Guest post by Ian Clarke from their journey to solar in New Jersey
It seems like it should be pretty straightforward: a state decides that it wants a minimum of its power generation to come from specific types of renewable resources. It designates target percentages for each type of renewable energy and, by way of incentive, allows renewable energy generators to claim the environmental benefits in the form of renewable energy credits, or RECs, that can be sold at market prices to those electric-load serving entities who don’t have enough renewable generation to meet their allotted minimums.
That creates an economic incentive for individuals and companies to invest in renewable energy, and uses market forces to drive the level of that investment. That sounds fine in theory, but the practice is a little more complex.
About two years ago, I attended the Wall Street Green Trading Summit in New York. I am a consultant in energy trading and risk management, but I had not really been following the REC markets in my home state of New Jersey and was surprised to learn that solar renewable energy credits, or SRECs, were trading in excess of $600/SREC. Each (S)REC represents a megawatt hour (1,000 kilowatt hours) of (solar) renewable energy generation.
I and my wife Jamie had been pondering installing solar generation at our central New Jersey home for several years, albeit not that seriously. The value of those N.J. SRECs got me thinking that solar would likely make a lot of economic sense, in addition to the environmental benefits it would bring.
So I got in contact with an environmental consultant from the conference, and we started to run the numbers. They indicated a payback period of about five years if we went ahead with what is a pretty significant cash outlay. We factored in the savings from not having to pay our utility for electricity, the potential revenue from SRECs, the likely income from reinvesting that revenue along with the electricity cost savings, the N.J. state rebates that were in force at the time, and a 30% federal tax credit. The latter applies to installations placed in service through the end of 2016.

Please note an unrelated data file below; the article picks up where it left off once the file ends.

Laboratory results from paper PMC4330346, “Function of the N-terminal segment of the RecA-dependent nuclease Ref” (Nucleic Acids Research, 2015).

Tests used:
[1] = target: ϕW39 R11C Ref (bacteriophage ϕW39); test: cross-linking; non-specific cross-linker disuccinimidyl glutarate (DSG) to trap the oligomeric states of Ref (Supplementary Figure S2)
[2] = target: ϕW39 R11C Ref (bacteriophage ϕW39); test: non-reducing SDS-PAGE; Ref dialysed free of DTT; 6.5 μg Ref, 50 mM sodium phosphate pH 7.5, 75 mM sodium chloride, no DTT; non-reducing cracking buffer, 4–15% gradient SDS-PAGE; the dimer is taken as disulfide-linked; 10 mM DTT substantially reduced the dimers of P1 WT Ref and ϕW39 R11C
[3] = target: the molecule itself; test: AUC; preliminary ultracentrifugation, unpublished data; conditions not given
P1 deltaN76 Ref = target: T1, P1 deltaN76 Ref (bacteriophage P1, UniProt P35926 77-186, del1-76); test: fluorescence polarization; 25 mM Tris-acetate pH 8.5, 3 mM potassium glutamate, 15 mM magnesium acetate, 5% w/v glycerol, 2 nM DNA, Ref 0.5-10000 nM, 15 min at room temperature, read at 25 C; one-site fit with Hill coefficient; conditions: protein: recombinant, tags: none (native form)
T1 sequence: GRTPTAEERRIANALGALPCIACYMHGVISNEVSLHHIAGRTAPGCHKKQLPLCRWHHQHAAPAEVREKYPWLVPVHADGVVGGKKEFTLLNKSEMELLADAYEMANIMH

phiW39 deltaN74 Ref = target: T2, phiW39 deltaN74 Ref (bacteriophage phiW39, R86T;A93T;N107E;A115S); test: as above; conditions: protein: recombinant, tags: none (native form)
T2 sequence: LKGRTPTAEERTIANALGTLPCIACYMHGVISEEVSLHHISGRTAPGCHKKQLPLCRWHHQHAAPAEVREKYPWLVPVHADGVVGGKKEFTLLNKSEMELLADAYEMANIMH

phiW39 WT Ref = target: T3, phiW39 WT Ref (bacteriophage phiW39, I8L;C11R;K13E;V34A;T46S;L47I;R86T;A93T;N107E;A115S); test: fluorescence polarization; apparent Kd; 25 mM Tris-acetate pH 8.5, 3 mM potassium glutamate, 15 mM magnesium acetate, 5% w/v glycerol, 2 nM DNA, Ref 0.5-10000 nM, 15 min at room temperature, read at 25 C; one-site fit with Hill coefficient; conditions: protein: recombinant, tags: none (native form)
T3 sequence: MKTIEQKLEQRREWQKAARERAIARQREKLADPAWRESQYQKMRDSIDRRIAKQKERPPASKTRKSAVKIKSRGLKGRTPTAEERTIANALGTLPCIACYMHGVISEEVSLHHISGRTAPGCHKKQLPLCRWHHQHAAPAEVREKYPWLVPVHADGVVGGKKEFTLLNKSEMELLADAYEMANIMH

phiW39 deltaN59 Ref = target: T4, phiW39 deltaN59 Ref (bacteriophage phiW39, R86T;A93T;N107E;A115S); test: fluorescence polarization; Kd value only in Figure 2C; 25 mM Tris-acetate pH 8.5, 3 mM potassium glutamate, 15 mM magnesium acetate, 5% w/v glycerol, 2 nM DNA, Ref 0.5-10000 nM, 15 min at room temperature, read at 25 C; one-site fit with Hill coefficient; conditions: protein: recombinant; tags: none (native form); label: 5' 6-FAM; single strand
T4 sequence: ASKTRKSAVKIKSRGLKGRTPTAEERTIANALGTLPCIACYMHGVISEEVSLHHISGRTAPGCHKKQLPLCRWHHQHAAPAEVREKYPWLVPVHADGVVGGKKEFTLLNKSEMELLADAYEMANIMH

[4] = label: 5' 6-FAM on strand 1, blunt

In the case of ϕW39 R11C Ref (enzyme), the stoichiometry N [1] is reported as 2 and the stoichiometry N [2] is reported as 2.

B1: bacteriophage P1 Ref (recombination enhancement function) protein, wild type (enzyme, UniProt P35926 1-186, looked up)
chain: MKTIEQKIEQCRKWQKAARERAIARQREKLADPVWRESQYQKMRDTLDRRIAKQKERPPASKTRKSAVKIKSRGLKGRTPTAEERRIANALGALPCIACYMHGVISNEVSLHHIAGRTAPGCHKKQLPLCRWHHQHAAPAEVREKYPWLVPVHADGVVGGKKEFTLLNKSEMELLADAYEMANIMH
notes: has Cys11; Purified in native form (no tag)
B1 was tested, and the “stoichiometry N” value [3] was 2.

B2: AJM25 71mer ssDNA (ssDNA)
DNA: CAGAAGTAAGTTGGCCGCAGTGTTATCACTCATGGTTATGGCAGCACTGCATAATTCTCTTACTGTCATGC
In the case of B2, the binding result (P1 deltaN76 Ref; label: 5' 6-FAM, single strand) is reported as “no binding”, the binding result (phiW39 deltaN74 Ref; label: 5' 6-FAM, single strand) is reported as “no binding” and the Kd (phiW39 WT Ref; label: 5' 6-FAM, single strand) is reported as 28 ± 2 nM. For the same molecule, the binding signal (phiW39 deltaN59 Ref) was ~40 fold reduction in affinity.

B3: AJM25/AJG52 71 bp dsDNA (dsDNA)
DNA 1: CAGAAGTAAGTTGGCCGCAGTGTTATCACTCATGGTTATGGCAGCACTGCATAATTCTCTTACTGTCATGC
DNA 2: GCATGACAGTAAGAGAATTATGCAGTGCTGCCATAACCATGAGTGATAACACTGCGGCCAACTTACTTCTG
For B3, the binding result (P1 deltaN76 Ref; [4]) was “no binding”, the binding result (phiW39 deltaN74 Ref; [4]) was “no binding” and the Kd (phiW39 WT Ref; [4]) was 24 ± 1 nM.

Being an energy risk consultant, I wanted to try to lock in those high SREC prices, which seemed almost too good to be true. To do that, I proposed to sell forward some 80% of my projected SRECs for next 3-5 years, which in 2010 seemed feasible, albeit in a lightly traded forward market. If I did that, not only would I be protecting myself against a decline in SREC prices, I’d also be covered volumetrically.
I wanted that protection, because when you sell an instrument forward, you’re guaranteeing that you will deliver it at a future date for a price you agree to today. Those forward prices are predicated by market participants’ views today of where the market is likely to be in the future, given current supply and demand projections. By selling only 80% of my projected SRECs, I’d be de facto insuring myself against any unforeseen shortfall in production. After all, if I didn’t have the SRECs to deliver in the future, I’d have to purchase them on the open market to meet my forward delivery obligation, perhaps at a higher price.
With the economics of the concept squared away, it was time to get down to the physical and contractual aspects of the project. There were several open items that needed to be addressed, including the size of the installation and its location, along with the selection of a contractor and contract negotiations. One would assume that these should have been pretty basic issues to resolve. We quickly discovered that not all contractors are created equally and that shifting state rules and regulations only compound the problem.
Continue to next chapter, Contractor #1
This chapter is a part of the Solar Should Be Simple Series written by Ian Clarke about his family’s journey to install a residential solar array at their home in New Jersey. You can read more about their journey to solar or check out our own journey to solar in Massachusetts in our Going for Solar Series. Happy Greening!